Posted by

Allen Adams Allen Adams
This e-mail address is being protected from spambots. You need JavaScript enabled to view it

edge staff writer


Surreal, sinister ‘Piranesi’ marks Clarke’s return

Rate this item
(3 votes)

I dig unreliable narrators.

Few storytelling devices delight me as much – and none more so. That added layer of ambiguity, that feeling of being unable to fully trust the very person serving as the window into the narrative … it adds a dimension that I find irresistible.

Irresistible, I should say, if (and this is a BIG if) it is executed skillfully. Obviously, stories are better when they’re well-told, but a poorly-drawn unreliable narrator is as regrettable as a sharply-hewn one is wonderful. Good can be great, but bad can be truly abysmal – and the margin for error is razor-thin.

We get one of the good ones in Susanna Clarke’s new novel “Piranesi” (Bloomsbury, $27) – her first since 2004’s acclaimed “Jonathan Strange and Mr. Norrell.” The titular character more than rises to the occasion, sharing the story of the impossible place in which he lives in a manner that is both overtly and subtly untrustworthy. And when you put that in the sort of lush and vividly-realized fantastical setting that Clarke creates, well … you’ve got something pretty special.

The House is a place of infinite rooms, with massive hall after massive hall lined with thousands of elaborate and unique sculptures. Contained within the House is an ocean, one that ebbs and flows with its own tidal forces, flooding areas with a mostly predictable regularity.

This is where Piranesi lives. He is something a caretaker for the House (albeit a self-appointed one), spending his days exploring and mapping the place and recording his discoveries and ideas in his journals. There is just one other person in this world – a man the rather literal-minded Piranesi has dubbed the Other.

The Other is in the House seeking knowledge; he believes that somewhere in this place is a secret magic that would bring immense power to its possessor. Piranesi serves as an assistant of sorts, doing much of the actual searching as the Other spends little time with Piranesi in the House.

As far as Piranesi is concerned, he and the Other are the only two living people in the world, though over time, he has found the bones of additional people – a handful of those who came before. He is content to offer his assistance in the Other’s work, considering it to be quite important.

But when Piranesi, scared about forgetfulness and discovering gaps in his memory – he doesn’t even think Piranesi is really his name – begins to delve into his journals, he sees things, both on the page and off, that cause him to question … everything. These are the questions that, once asked, cannot be unasked – and whose answers may have inalterable consequences.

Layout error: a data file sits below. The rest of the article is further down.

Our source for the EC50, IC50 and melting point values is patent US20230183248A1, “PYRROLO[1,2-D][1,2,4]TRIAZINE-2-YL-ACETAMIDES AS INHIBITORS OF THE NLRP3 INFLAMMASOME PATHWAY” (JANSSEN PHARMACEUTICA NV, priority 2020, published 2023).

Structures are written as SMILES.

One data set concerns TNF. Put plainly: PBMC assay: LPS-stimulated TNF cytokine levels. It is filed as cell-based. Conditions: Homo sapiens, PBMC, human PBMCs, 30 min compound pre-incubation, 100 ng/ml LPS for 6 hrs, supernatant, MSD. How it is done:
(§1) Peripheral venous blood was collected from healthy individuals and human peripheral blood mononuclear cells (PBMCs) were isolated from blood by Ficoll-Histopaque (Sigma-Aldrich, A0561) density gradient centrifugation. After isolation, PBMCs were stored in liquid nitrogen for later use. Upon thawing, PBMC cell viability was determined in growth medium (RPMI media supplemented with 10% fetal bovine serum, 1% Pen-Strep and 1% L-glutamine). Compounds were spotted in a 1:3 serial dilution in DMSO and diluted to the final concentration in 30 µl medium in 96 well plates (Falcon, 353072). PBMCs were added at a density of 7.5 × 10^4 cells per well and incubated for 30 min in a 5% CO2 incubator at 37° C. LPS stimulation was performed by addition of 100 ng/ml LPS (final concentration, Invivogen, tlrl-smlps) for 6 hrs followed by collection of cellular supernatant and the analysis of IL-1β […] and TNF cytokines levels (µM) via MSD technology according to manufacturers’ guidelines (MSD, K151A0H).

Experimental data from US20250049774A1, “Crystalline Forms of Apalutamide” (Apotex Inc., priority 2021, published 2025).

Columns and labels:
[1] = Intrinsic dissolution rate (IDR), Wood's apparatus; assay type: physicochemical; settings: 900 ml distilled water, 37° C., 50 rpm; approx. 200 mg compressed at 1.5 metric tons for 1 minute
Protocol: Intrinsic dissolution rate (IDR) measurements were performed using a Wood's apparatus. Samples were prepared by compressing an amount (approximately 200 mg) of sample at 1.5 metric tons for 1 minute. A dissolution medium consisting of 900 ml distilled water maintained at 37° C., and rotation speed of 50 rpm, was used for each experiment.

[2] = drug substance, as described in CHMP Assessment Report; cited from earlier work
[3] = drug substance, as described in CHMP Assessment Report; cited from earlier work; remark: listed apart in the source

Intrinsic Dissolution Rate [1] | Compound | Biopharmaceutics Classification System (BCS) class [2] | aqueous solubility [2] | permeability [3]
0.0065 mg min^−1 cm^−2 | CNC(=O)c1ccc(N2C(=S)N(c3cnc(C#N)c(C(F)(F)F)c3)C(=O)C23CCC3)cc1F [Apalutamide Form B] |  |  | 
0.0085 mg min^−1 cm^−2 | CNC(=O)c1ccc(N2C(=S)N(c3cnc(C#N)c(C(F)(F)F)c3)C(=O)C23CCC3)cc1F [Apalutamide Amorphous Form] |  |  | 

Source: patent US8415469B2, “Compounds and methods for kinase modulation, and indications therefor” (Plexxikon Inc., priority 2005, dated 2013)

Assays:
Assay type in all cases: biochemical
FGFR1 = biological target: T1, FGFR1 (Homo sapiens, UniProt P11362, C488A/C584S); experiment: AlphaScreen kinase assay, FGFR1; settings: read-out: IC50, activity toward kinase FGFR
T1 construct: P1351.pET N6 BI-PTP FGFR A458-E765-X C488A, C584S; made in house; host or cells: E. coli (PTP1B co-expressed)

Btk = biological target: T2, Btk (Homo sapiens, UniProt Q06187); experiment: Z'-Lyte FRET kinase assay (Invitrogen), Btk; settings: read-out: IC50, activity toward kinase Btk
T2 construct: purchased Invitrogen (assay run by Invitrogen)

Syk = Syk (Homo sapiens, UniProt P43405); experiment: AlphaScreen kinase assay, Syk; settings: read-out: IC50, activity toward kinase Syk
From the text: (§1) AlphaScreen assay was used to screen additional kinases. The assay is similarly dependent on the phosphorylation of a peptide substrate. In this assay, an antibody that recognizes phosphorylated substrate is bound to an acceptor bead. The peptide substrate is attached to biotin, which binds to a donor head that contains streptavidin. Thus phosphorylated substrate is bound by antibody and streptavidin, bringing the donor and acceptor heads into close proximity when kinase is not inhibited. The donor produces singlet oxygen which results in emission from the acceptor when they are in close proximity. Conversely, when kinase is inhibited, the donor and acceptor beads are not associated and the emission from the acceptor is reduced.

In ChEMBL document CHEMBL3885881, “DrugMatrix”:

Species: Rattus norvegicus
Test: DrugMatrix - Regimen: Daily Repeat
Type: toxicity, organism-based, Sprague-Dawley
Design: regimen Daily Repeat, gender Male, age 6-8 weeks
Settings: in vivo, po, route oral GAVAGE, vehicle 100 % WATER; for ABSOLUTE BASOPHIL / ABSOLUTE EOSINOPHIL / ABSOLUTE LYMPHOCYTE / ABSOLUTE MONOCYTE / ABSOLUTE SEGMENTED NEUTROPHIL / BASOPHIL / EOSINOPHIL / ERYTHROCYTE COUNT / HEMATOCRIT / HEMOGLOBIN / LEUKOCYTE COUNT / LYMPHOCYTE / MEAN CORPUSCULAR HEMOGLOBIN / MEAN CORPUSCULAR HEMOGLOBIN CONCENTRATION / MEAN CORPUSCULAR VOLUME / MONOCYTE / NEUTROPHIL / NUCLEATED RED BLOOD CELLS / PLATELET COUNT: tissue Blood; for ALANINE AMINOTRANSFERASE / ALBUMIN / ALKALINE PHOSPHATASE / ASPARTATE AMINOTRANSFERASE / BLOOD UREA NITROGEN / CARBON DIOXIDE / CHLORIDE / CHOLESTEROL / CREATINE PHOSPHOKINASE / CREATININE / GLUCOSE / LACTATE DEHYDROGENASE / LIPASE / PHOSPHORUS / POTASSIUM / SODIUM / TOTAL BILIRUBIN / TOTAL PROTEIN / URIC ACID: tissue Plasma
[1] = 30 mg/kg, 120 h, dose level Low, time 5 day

There’s SO much more to be said here, but this is a story whose myriad reveals are a big part of the fun. Spoilers are always bad and to be avoided, but with this book in particular, the element of surprise is genuinely important. Suffice it to say that the narrative evolves in a number of interesting directions – some expected, others anything but.

“Piranesi” is an immersive book, a story whose distinct voice quickly captures your mind’s ear. Piranesi is one of those characters that clarifies themselves IMMEDIATELY; we’re in his head in a matter of a few sentences, charmed by his naivete and slightly off-kilter manner of speaking and engaging with the world – his simple descriptor names for the statues, for instance. He’s the sole full-time resident of an impossible place, a self-appointed caretaker of something he doesn’t fully understand – or remember. His innocence leaves him ripe for misunderstanding, making him ideally unreliable.

Clarke is so good at the vivid realization of place – the House is a stunning literary creation. The difficulty of what is done here can’t be overstated, this evocation of an enclosed infinity. There’s a reason that her title character takes his name from an Italian neoclassicist best known for a print series titled “Imaginary Prisons.” She puts us there, in the midst of massive halls and vaulted ceilings and an unending parade of detailed sculpture; her world-building is such that we can SEE this place. It’s a rare gift.

Tonality matches setting here; both are steeped in an ever-so-slightly skewed reality, allowing the reader to slip into the seemingly still waters to experience the chaotic, conspiratorial churning just below the narrative surface. Marrying the sunny gormlessness of Piranesi to the sinister undertones of the world in which he walks makes for a compelling contrast.

“Piranesi” is a first-rate work from a first-rate writer, a wonderful and surreal romp. It reads like a pop cover of Borges, embracing aesthetic complexity in the service of exploring the ethics of exploration – all in just a couple hundred pages. Susanna Clarke is as good as it gets as far as wedding literary and genre conceits in her fiction; this is another example of her considerable abilities, one that is well worth the 16-year wait. You can take my word for it.

You know … assuming I’m reliable.

Last modified on Monday, 21 September 2020 15:02


The Maine Edge. All rights reserved. Privacy policy. Terms & Conditions.

Website CMS and Development by Links Online Marketing, LLC, Bangor Maine